Blackman agreed that the fashion industry is “hyper-sensitive about these accusations now and this is because it is eternally having to counter the perception that it is superficial at best and exploitative at worst,” she said, suggesting fashion might be more highly regarded if it were seen as a manufacturing industry, like automotive. “Nearly all aspects of our social and cultural life, from food to fashion, are the product of cross-cultural exchange and hybridity. We need to be careful not to overreact — as long as informed, due consideration is taken over the design choices and decisions that are made.”
Even the music used at fashion shows is scrutinized: Rihanna apologized after using a controversial song containing a Muslim text at her latest Savage x Fenty fashion show.
Teleica Kirkland, associate lecturer in cultural and historical studies at London College of Fashion, noted that “call-out culture” has become “more vociferous” in the last five to 10 years.
“This is because Millennials and Gen Z[ers] of color, who have grown up in the Internet age and use social media as their main form of communication, are not seeing themselves adequately or reasonably represented and want to know why,” she said in an interview. “And then they see an artifact or item of material culture from their own cultures being used by someone who doesn’t represent them and it feels like an affront.”
In Kirkland’s view, the fashion industry must change “drastically” but is resisting because “quite frankly, it requires forethought and work and not relying on the same tried and tested methods as before, as this ultimately requires financial expenditure,” she said.
Yet she is unequivocal that “if someone in a position of power is using the materiality of another culture for profit and gain without benefiting that culture or community in any way, then it is appropriation and heinous in the extreme.”
“Many non-Western cultures are being utilized and exploited in various ways by Western designers, but particularly Native American material cultures are constantly appropriated and disrespected,” she continued. “The appropriation gets called out but their heritage and material culture have been disrespected for so long I don’t know if anyone is listening when they cry anymore.”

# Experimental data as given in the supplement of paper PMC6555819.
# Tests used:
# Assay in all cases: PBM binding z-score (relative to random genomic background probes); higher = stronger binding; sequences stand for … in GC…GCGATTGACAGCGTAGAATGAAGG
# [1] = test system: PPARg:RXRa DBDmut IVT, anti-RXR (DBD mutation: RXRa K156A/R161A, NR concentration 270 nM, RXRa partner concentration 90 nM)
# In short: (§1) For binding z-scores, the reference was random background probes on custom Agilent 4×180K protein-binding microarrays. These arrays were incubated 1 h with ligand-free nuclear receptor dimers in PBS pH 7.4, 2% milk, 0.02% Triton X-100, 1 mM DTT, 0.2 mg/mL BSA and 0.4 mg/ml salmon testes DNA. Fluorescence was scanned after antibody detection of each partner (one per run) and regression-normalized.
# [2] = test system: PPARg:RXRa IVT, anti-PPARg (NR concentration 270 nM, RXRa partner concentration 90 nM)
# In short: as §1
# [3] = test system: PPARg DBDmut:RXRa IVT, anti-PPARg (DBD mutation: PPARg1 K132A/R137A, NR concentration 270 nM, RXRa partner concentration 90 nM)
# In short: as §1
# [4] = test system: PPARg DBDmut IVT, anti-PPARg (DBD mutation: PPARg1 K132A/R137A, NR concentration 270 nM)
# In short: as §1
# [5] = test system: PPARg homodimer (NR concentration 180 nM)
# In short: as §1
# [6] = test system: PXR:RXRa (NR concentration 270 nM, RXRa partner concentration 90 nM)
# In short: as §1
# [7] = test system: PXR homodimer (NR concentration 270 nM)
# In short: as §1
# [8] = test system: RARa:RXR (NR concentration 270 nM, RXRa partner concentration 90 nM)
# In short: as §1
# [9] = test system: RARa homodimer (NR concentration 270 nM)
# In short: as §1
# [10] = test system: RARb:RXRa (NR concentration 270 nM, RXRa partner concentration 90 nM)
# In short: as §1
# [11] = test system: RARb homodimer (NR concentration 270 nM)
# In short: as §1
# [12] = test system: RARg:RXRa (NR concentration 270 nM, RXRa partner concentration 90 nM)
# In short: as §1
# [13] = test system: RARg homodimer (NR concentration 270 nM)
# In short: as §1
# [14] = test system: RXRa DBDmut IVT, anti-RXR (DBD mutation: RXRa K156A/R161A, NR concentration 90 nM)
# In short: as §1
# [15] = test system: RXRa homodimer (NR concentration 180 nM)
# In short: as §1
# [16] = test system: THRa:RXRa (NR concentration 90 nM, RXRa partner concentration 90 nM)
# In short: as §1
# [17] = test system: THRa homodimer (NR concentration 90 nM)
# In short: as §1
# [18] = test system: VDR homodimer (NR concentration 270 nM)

English designer Matthew Williamson angered the Ethiopian government and sparked Facebook protest groups when he showed two versions of the country’s traditional dress as part of his spring 2008 collection. “There was no acknowledgement and this is the real problem,” Kirkland said.
So what constitutes sufficient acknowledgment?
“I think there’s an argument for saying he shouldn’t have done it at all,” Kirkland said. “Designers have gone around the world cherry-picking from other country’s‘ material cultures, and then using it as if that’s exactly what other cultures are there for. And it feels quite disrespectful to these other cultures. Because there’s no discussion. There’s no benefit. There’s no acknowledgment.”
She said acknowledgment could be a collaborative endeavor, something that “benefits the community in some way or benefits elements of the community or benefit organizations that work with the community.”
“The problem is that oftentimes these communities are suffering in whatever ways they’re suffering, whether it is through economic disenfranchisement, or whether it’s political disenfranchisement, or whatever the disadvantage is, these communities tend to be suffering,” she explained. “And even if they’re not suffering, the fact designers are using other cultures’ materiality and making large sums of money that is not being redistributed back to the community in any way is part of the issue.”